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COMM/COMP/WGST 466: Arguing Feminism

Mardigian Search

Mardigian Search

Advanced Search

How to Start Your Search

Mardigian Search is a tool used to search through a variety of our library material: books, journal articles, ebooks, etc. It will search the library catalog, plus most of the library's databases and online resources in a single search.

Because Mardigian Search can search through so much though, it can give you millions of results with a single search--this can make it hard to narrow down and refine your search. It's a good place to start if you are doing a preliminary search to get a general idea of what is available on a topic. Use keywords (important themes and words you're interested in researching) to get you started.

These tips are specific for our general Mardigian Search, however, you can apply these same keyword search strategies to anywhere you do research. In the Mardigian Search box above, type in keywords to get you started.

Keyword Searches

  • Keywords are the important themes and words you're interested in researching.
  • You can come up with these key words by making a search web with your research question, or in this case, myth you'd like to bust in the middle. Then start attaching connected keywords and thoughts you think would be relevant to your search.
  • Try getting inspiration from tags on your initial search results. These are words or phrases that the author/publisher/editor have determined to be major themes or concepts in the piece. Search algorithms match your initial keyword searches with these tags.
  • Don't use filler words like effect, impact, role, or connection as these will muck up the search.
  • Think of Who, What, When, Where, Why, and How when picking your keywords
  • You may have to look for synonyms or variations to your original keyword search.

More Specific Search and ​Boolean Operators

  • If you want to know more about feminism in the 20th century, a good starting search could be [feminism 19th century]. This will provide a search for women or life or 19th or century. To narrow this down we'll use some Boolean operators and quotation marks.
    • Let's search instead for [feminism AND "20th century"]. This will show results for the exact phrase "20th century" and the term feminism. This will remove any results that were only about feminism or only about the 20th century.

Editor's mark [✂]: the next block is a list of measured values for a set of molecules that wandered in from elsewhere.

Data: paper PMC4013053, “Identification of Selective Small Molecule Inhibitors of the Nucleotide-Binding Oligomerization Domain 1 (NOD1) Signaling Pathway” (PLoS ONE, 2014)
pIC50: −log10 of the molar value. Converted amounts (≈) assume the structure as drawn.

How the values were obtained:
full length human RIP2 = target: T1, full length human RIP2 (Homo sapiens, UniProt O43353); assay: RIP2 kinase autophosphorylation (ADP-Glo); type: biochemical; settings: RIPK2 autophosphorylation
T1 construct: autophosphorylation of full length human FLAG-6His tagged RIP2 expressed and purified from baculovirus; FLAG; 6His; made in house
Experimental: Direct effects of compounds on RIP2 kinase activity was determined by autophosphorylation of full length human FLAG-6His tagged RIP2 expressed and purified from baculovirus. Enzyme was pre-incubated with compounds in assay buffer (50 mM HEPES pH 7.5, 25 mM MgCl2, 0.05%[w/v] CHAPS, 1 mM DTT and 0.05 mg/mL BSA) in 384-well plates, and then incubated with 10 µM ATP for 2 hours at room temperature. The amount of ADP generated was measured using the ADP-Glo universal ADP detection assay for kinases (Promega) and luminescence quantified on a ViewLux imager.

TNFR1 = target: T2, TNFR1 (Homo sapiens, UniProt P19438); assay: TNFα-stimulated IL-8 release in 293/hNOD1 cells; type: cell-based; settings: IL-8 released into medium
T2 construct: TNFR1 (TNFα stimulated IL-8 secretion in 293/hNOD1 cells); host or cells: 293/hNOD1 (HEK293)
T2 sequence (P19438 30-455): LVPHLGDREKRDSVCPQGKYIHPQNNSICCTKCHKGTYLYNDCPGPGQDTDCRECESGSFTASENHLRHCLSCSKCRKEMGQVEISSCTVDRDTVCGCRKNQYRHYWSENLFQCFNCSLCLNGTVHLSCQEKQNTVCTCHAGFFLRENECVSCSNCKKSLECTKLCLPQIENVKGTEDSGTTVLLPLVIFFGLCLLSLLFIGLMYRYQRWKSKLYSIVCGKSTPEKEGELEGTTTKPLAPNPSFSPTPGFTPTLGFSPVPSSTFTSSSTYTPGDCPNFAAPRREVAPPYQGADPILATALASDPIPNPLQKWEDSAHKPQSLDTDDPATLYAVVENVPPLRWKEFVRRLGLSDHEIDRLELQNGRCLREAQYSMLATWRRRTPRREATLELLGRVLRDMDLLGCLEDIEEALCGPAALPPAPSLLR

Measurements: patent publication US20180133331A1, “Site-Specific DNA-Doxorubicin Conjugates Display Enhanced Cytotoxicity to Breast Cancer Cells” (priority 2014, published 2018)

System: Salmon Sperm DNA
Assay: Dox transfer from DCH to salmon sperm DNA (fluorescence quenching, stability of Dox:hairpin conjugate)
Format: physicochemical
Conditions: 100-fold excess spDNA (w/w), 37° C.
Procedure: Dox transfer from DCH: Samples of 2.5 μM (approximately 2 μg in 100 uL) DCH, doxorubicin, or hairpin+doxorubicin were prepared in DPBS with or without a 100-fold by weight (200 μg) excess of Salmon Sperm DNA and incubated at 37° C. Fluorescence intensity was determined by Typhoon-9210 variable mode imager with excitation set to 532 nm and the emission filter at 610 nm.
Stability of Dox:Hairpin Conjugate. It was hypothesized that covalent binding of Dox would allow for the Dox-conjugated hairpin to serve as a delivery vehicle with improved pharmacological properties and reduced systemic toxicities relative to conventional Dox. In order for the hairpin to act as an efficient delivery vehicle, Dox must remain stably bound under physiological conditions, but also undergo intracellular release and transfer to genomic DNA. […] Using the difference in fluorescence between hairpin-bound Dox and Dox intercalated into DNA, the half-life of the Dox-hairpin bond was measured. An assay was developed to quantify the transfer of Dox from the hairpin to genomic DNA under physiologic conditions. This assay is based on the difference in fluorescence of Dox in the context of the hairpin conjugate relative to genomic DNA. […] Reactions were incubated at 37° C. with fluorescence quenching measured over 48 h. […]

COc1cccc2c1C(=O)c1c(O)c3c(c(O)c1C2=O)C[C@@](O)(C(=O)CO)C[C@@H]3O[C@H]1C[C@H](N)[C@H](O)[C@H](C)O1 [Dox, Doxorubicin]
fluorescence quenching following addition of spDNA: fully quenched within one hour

• If I wanted just feminism to appear in my search and not limit to results about the 20th century I would search for [feminism NOT "20th century"]. The NOT indicates that I do not want the following phrase of 20th century.
  • If I wanted either results for feminism or the 20th century I would use the following search [feminism OR "20th century"]
  • As you're going through this initial search process you'll likely change your search terms many times using synonyms to find similar results and also refining your keywords as you learn more about what it is you're really interested in researching. When searching with numbers, a lot of databases like Mardigian Search search for both 20th and twentieth as they appear in the tags. But some databases are not as sophisticated, so you may have to try a couple different types of the search with 20th and twentieth.
  • Another great search option is the wildcard (*). The wildcard is represented by an * and is placed at the end of a word to autocomplete it with any potential ending. For example, if I wanted to broaden my search to search for feminism, feminist, and feminists I could search for [feminis*]. That asterisk is going to auto complete the word to search for all three variations I previously mentioned.

Select Content Type

  • Choose what format you'd prefer on the left hand side under Content Type
    • Examples: Book/eBook, Journal Article, Magazine Article, Streaming Video, Web Resources, ...
  • If you don't have a preference you can always leave all of the results in and continue to narrow down by the suggestions below

​​Filter Your Search Results

  • In Mardigian Search, use Refine Your Search on the left hand side
  • Select Disciplines and Subjects that interest you
    • Example of Disciplines: anatomy & physiology, anthropology, biology, history & archaeology, international relations, philosophy, psychology, social welfare & social work, women's studies, ...
    • Example of Subjects: 20th century, african american studies, american history, american literature, american studies, biographies, criticism & interpretation, cultural studies, essays, ethics, ethnic studies, females, feminism, gender, gender identity, gender studies, history & criticism, literature, twentieth century, women's rights, women's studies, ...
  • Select peer-review to only view peer-reviewed results.
  • Select the publication date you find most useful by moving the yellow slide scale. You can limit to just results from the 20th century with this.

Refine Your Search

  • Continue to narrow down your results by changing the Discipline and Subjects selected.
  • Change your keyword search as you go. You will find as you do your research that your initial research question may change and become more specific to narrow down your focus.
  • Play around with it as you go and contact your professor or the library at

What Is Peer-Review?

The video below outlines what Peer-Review means.

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